If you’ve always wanted to be a fly on the wall of the Game of Thrones writer’s room, then this as close as it's gonna get. In an interview with the Observer, writer-producer Bryan Cogman gave the rundown on the process of writing for the hit fantasy TV series based on George R.R. Martin’s A Song of Ice and Fire saga. Just yesterday, Martin released a new preview chapter for The Winds of Winter (being the upcoming sixth book in the series), featuring Sansa Stark Alayne Stone, Lord Petyr Baelish's "bastard daughter." You guys need to read it, because it's awesome. But I digress.
Apparently, working on Game of Thrones is a year-long affair. While the cast and crew go on hiatus for about six months (which is from July to December) after filming wraps-up, the writers and showrunners are hard at work on the HBO series year-round. David Benioff and D.B. Weiss are on set the entire time the show is being filmed, and when it wraps, it’s off to the editing room for post-production. Then, once that’s done, it’s back again to being in pre-production. Whew! Benioff and Weiss have said before that each and every single episode must be written before they start filming, because they shoot the season out of order. So, it’s a big, 10-hour movie type of puzzle. And how does that work, actually? Here’s what Cogman says:
Well, it’s varied from season to season as we figured out how this thing works. But it’s basically run the same way the past few years. As we’re shooting one season we’re trading emails and/or chatting on set about the broad strokes of the next season: "Character X" starts at "blank" and we want him or her to end up at "blank." Then, as we start to approach the end of production, David and Dan, in some years, will assign the various writers a few characters. For instance, when we were working on Season 4, I was assigned Arya and a few others. So I’d go home and work for a few weeks on my "Arya Season 4," keeping in mind a few scenes we’d already discussed and what chapters and scenarios and themes from the books we might use.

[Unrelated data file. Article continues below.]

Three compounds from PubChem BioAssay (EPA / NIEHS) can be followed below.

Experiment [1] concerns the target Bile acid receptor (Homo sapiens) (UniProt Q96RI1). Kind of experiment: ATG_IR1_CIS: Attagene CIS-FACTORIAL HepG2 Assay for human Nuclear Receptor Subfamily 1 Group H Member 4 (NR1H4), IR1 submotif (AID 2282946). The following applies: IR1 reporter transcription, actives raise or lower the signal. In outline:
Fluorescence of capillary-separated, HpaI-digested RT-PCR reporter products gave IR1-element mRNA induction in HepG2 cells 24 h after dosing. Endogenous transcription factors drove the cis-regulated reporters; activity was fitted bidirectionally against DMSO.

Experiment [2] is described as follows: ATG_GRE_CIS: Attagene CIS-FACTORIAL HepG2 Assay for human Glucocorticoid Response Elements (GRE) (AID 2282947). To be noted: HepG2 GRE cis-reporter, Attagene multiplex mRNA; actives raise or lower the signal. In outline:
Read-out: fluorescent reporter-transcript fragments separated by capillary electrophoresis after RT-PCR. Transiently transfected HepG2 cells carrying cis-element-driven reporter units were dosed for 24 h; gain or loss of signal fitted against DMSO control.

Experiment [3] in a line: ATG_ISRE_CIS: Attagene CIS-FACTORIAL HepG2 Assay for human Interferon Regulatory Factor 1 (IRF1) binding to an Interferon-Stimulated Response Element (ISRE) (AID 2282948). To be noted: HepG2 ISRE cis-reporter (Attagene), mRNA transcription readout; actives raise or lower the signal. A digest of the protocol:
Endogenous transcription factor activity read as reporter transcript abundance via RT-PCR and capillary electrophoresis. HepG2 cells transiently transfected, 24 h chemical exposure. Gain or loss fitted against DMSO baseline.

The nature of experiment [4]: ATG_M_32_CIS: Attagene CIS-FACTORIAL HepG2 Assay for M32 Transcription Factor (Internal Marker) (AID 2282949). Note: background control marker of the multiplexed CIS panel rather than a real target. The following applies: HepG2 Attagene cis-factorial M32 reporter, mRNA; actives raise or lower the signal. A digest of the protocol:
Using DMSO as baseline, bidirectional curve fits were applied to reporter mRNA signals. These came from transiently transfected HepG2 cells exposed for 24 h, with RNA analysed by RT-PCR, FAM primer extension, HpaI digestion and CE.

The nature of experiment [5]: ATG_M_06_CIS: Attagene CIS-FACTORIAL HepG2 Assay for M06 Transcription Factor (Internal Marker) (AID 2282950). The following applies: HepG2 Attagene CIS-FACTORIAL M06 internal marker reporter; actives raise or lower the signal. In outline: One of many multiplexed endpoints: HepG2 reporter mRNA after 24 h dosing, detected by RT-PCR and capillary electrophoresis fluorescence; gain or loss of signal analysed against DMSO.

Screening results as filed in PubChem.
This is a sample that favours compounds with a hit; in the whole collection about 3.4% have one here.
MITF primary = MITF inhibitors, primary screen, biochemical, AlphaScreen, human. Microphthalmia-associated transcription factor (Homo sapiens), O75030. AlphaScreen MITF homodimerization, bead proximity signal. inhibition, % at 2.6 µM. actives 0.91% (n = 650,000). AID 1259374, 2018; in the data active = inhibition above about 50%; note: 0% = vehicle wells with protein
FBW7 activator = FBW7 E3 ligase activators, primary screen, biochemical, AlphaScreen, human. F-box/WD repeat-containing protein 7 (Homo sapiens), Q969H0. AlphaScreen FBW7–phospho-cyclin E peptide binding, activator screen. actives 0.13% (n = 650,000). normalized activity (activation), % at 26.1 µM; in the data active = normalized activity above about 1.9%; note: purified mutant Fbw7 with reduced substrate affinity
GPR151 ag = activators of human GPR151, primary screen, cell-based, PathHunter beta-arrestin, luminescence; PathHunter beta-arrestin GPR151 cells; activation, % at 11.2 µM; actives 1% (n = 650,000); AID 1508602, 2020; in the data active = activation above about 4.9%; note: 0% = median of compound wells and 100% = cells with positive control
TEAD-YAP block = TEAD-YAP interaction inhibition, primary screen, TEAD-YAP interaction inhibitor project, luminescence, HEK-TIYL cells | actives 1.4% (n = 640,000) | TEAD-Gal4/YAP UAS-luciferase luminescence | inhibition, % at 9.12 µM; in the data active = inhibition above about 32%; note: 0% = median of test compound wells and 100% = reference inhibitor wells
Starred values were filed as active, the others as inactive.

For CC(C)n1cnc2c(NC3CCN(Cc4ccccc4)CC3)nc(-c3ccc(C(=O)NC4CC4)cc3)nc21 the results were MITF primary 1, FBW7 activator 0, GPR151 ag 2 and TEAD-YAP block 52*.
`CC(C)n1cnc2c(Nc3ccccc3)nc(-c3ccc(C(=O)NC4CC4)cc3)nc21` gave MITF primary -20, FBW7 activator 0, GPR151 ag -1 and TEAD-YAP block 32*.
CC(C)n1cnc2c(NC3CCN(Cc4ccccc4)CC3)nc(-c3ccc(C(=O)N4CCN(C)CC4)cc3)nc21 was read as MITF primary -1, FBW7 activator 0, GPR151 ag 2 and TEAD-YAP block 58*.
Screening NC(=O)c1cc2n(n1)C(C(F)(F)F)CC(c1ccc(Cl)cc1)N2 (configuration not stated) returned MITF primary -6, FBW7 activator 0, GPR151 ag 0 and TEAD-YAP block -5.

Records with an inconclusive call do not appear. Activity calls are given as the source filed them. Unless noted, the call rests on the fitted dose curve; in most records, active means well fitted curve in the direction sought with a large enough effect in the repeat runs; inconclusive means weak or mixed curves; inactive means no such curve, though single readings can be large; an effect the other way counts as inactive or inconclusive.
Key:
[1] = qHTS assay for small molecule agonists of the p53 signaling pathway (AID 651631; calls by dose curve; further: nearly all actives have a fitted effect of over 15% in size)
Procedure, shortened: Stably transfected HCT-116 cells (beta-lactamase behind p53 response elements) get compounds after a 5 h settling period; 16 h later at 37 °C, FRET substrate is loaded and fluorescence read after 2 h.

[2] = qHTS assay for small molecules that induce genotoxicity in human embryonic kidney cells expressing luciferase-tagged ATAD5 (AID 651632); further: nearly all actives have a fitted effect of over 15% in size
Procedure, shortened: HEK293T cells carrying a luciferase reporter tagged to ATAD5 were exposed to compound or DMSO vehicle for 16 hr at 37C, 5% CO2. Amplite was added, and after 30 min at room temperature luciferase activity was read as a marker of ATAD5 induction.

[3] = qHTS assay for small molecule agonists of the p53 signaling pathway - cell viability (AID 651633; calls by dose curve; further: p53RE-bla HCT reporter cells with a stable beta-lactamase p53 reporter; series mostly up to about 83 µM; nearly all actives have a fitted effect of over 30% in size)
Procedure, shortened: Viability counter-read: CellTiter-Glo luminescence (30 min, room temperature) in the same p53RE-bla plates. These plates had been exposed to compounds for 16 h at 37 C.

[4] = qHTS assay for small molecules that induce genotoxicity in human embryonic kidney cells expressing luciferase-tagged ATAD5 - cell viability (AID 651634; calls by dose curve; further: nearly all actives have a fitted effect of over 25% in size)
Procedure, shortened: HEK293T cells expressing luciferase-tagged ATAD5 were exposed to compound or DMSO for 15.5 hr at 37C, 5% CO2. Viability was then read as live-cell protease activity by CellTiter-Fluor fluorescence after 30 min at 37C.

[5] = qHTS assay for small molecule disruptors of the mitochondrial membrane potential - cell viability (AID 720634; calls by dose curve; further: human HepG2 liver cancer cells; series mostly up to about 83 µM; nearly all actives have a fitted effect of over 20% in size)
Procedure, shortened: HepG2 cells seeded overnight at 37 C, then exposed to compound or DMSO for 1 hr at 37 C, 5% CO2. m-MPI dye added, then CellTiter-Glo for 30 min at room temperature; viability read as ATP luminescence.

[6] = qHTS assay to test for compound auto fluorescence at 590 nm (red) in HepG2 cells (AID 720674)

Then, in January, when we’re back in L.A., we’d meet for about two or three weeks, armed with the work we’d all done individually, and throw it all up on the board. You debate, you use some stuff, you throw some stuff out, you think up some new stuff. Sometimes what you end up with is really close to the individual outlines. Sometimes it’s very different.
After we map out all the main characters’ individual arcs, using color-coded index cards, we arrange them by episode and get a rough idea of the scene order. From there, we all split up again and each tackle a chunk of the outline—a detailed outline, which sometimes ends up being over a hundred pages. David and Dan polish it, and that’s what we use to script our episodes. I’m generally assigned mid-season episodes—it just seems to work out that way. George wrote a script per season for the first four seasons, but took a break for Season 5 as he’s hard at work on the next book. And while George isn’t in the writers room, he reads the outlines and gives his notes.
From there I write my two scripts—it takes me about a month and half to do both—D&D read them, give notes, I do a rewrite, D&D sometimes do a pass on it themselves. And we continue to tinker with all of the scripts through prep and production. But they’re generally camera-ready when we finish them. They have to be, as we have to have all 10 scripts complete well before shooting starts. We shoot all 10 episodes simultaneously, out of order, like a big, 10-hour movie, with two shooting units going at all times, sometimes in different countries.
Cogman also pointed out that the writer’s room is relatively small for such a big production. He claims they’ve never had more than four writers in there at any one time. Originally, it was him, David Benioff and Dan Weiss. Then, Vanessa Taylor joined them for Seasons 2 and 3, and season four saw the addition of a young writer named Dave Hill. But in the end, the show’s voice is actually D&D’s. Benioff and Weiss write most of the episodes for each season — in fact, they penned seven out of ten scripts just last year.
What do you guys think of the way the writer’s room works on Game of Thrones? Are your surprised the writing team is so small for such a massive production?